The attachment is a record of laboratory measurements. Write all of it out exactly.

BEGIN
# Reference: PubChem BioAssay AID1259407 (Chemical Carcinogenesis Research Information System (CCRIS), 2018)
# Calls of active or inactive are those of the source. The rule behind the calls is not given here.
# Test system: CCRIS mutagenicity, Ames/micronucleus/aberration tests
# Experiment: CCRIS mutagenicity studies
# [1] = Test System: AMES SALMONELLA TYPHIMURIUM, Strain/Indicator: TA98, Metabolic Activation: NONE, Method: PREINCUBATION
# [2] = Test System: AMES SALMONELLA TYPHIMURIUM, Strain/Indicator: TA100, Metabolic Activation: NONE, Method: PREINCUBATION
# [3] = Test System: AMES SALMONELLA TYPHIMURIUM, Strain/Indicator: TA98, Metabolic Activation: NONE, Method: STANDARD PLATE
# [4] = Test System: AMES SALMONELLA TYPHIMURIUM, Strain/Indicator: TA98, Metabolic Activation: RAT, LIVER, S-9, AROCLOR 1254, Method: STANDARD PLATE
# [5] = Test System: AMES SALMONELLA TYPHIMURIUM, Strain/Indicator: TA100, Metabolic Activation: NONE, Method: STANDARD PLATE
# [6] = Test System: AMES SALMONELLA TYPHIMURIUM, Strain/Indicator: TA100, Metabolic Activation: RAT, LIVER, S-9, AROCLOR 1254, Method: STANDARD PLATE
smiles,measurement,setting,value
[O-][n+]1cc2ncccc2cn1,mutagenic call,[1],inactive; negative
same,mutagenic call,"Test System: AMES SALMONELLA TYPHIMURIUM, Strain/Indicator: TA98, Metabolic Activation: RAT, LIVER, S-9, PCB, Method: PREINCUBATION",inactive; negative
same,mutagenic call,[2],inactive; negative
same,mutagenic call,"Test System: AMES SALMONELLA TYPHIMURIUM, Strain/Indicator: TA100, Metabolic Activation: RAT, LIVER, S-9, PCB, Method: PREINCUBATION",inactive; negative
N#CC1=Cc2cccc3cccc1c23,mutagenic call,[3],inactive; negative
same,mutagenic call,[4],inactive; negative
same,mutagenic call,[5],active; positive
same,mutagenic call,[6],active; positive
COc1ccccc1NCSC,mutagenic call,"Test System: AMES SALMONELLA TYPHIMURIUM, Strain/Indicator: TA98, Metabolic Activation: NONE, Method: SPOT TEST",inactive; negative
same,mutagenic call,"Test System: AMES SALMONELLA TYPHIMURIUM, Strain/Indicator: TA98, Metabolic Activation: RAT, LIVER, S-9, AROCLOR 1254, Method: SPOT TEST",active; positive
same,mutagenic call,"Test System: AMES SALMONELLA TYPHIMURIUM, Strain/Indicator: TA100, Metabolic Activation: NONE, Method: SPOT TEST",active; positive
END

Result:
# Reference: PubChem BioAssay AID1259407 (Chemical Carcinogenesis Research Information System (CCRIS), 2018)
# Calls of active or inactive are those of the source. The rule behind the calls is not given here.
# Test system: CCRIS mutagenicity, Ames/micronucleus/aberration tests
# Experiment: CCRIS mutagenicity studies
# [1] = Test System: AMES SALMONELLA TYPHIMURIUM, Strain/Indicator: TA98, Metabolic Activation: NONE, Method: PREINCUBATION
# [2] = Test System: AMES SALMONELLA TYPHIMURIUM, Strain/Indicator: TA100, Metabolic Activation: NONE, Method: PREINCUBATION
# [3] = Test System: AMES SALMONELLA TYPHIMURIUM, Strain/Indicator: TA98, Metabolic Activation: NONE, Method: STANDARD PLATE
# [4] = Test System: AMES SALMONELLA TYPHIMURIUM, Strain/Indicator: TA98, Metabolic Activation: RAT, LIVER, S-9, AROCLOR 1254, Method: STANDARD PLATE
# [5] = Test System: AMES SALMONELLA TYPHIMURIUM, Strain/Indicator: TA100, Metabolic Activation: NONE, Method: STANDARD PLATE
# [6] = Test System: AMES SALMONELLA TYPHIMURIUM, Strain/Indicator: TA100, Metabolic Activation: RAT, LIVER, S-9, AROCLOR 1254, Method: STANDARD PLATE
smiles,measurement,setting,value
[O-][n+]1cc2ncccc2cn1,mutagenic call,[1],inactive; negative
same,mutagenic call,"Test System: AMES SALMONELLA TYPHIMURIUM, Strain/Indicator: TA98, Metabolic Activation: RAT, LIVER, S-9, PCB, Method: PREINCUBATION",inactive; negative
same,mutagenic call,[2],inactive; negative
same,mutagenic call,"Test System: AMES SALMONELLA TYPHIMURIUM, Strain/Indicator: TA100, Metabolic Activation: RAT, LIVER, S-9, PCB, Method: PREINCUBATION",inactive; negative
N#CC1=Cc2cccc3cccc1c23,mutagenic call,[3],inactive; negative
same,mutagenic call,[4],inactive; negative
same,mutagenic call,[5],active; positive
same,mutagenic call,[6],active; positive
COc1ccccc1NCSC,mutagenic call,"Test System: AMES SALMONELLA TYPHIMURIUM, Strain/Indicator: TA98, Metabolic Activation: NONE, Method: SPOT TEST",inactive; negative
same,mutagenic call,"Test System: AMES SALMONELLA TYPHIMURIUM, Strain/Indicator: TA98, Metabolic Activation: RAT, LIVER, S-9, AROCLOR 1254, Method: SPOT TEST",active; positive
same,mutagenic call,"Test System: AMES SALMONELLA TYPHIMURIUM, Strain/Indicator: TA100, Metabolic Activation: NONE, Method: SPOT TEST",active; positive